From 1917 to 1922, Nazimova wielded considerable influence and power in Hollywood.[4] When Metro brought Nazimova to Hollywood, at an unheard-of salary of $13.000 per week, it was as a rival to Theda Bara, but Nazimova decimated poor Bara. Her passion was barely contained, in liefe or on the screen. And, at least after 1918, after a passionate affair with Mercedes de Acosta, it was lesbian passion.

It's fitting confluence that Dorothy Arzner began her career as a script girl to Alla Nazimova: the most famous lesbian of the silent era mentoring the young woman who would go on to become the "sole distaff-side director" of Hollywood's Golden Age. Arzner had an affair with Nazimova during the making of Stronger Than Death in 1919. Gavin Lambert, Nazimova's biographer, believed the story to be true. He sourced George Cukor, who was friends with both Nazimova and Arzner, and who scrupulously "separated falsehood from truth before passing on a story."

In Camille (1921), Nazimova is cold and aloof to her Armand, Rudolph Valentino, then just breaking into stardom, and only really comes alive in the scenes with her friend Nichette, played by the young ingenue Patsy Ruth Miller. Nazimova's twist on Dumas was heralded in an opening intertitle, "Why not a Camille of today?", her idea, but the interpretation was so twisted that even Eva LeGallienne, herself a lesbian, was reported to be "shocked."

In 1925 or 1926, Dolly Wilde had a brief affair with the film star Alla Nazimova (later Nancy Reagan’s godmother).

Nazimova helped start the careers of both of Rudolph Valentino's wives, Jean Acker and Natacha Rambova. Although she was involved in an affair with Acker,[15] it is debated as to whether her connection with Rambova ever developed into a sexual affair. Nevertheless, there were rumors that Nazimova and Rambova were involved in a lesbian affair (they are discussed at length in Dark Lover, Emily Leider's biography of Rudolph Valentino) but those rumors have never been definitely confirmed. She was very impressed by Rambova's skills as an art director, and Rambova designed the innovative sets for Nazimova's film productions of Camille and Salomé (1923).[16] Today the sylized film Salome is high camp and has gone down in legend as an "all-gay" production, supposedly Nazimova's homage to its author, Oscar Wilde. What is unusual was the casting of drag queens to mix in among the court ladies, and the gay sexual subplot: the lust between a Roman soldier, in a sleeveless lamé armor, and a Syrian captain, painted nipples and black tights.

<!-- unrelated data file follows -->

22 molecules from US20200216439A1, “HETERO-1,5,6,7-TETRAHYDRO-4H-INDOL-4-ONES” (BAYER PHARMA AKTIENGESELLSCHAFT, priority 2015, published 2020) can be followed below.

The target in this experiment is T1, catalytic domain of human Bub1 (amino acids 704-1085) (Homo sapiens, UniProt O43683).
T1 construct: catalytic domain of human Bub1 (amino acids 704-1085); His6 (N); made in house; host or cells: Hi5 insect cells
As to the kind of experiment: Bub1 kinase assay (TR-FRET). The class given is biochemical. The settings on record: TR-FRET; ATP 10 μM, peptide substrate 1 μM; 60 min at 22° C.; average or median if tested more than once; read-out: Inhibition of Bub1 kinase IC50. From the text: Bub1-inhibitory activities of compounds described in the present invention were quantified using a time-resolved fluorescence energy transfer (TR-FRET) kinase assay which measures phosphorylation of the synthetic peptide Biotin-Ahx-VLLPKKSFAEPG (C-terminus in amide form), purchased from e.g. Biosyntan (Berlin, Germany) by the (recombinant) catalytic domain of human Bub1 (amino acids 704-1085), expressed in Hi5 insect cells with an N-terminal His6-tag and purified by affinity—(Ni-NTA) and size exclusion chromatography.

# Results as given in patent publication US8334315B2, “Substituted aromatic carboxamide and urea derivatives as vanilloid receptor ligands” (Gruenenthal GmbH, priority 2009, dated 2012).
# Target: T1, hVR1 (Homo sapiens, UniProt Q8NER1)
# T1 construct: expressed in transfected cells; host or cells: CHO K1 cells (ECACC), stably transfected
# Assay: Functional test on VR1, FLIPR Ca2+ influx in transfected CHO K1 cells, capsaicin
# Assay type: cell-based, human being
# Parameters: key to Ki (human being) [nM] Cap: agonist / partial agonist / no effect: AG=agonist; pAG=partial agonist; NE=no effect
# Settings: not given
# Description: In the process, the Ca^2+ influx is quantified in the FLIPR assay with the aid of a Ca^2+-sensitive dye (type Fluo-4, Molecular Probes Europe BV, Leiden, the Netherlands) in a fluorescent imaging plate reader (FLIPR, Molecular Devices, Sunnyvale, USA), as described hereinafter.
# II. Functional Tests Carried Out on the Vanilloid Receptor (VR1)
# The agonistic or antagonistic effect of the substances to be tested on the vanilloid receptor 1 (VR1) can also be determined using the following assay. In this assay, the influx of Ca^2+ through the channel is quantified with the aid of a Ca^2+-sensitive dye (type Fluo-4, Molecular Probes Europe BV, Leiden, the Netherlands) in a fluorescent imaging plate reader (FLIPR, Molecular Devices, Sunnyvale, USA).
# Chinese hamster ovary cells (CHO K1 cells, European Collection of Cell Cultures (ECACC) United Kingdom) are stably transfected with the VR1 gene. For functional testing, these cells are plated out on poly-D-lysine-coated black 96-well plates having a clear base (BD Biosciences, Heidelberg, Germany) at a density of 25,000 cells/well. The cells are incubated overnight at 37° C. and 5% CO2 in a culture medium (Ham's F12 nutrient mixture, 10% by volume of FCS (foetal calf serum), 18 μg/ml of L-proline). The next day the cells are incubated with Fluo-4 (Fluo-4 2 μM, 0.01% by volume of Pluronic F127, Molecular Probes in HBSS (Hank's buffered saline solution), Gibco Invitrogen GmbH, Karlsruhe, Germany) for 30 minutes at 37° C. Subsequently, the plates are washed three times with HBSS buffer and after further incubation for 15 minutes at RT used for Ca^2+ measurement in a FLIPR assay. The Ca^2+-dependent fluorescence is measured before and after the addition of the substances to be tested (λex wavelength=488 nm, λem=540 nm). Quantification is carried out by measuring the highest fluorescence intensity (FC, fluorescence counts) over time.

Nazimova lived with Glesca Marshall, an actress she met at Eva Le Gallienne's Civic Repertory Theatre, from 1929 until her death in 1945.[14] :289 It is believed that Nazimova coined the phrase "sewing circle" as code to refer to lesbian or bisexual actresses of her day who concealed their true sexuality.[17][19]

Of those Nazimova is confirmed to have been involved with romantically, the list includes actress Eva Le Gallienne, director Dorothy Arzner, writer Mercedes de Acosta, and Oscar Wilde's niece, Dolly Wilde.[17] Bridget Bate Tichenor, a Magic Realist artist and Surrealist painter, was also rumored to be one of Nazimova's favored lovers in Hollywood during the World War II years of 1940 to 1942.[18] The two had been introduced by the poet and art collector Edward James, and according to Tichenor, their intimate relationship angered Nazimova's longtime companion, Glesca Marshall.[18] However, the fact that Tichenor was pregnant most of 1940, giving birth to her son on Dec. 21, 1940, along with the 40-year age gap between the two women, casts some doubt on this rumor.

On July 13, 1945 Nazimova died of a coronary thrombosis, age 66,[2] in the Good Samaritan Hospital in Los Angeles.[13] Her ashes were interred in Forest Lawn Memorial Park Cemetery in Glendale, California.[21] Her contributions to the film industry have been recognized with a star on the Hollywood Walk of Fame.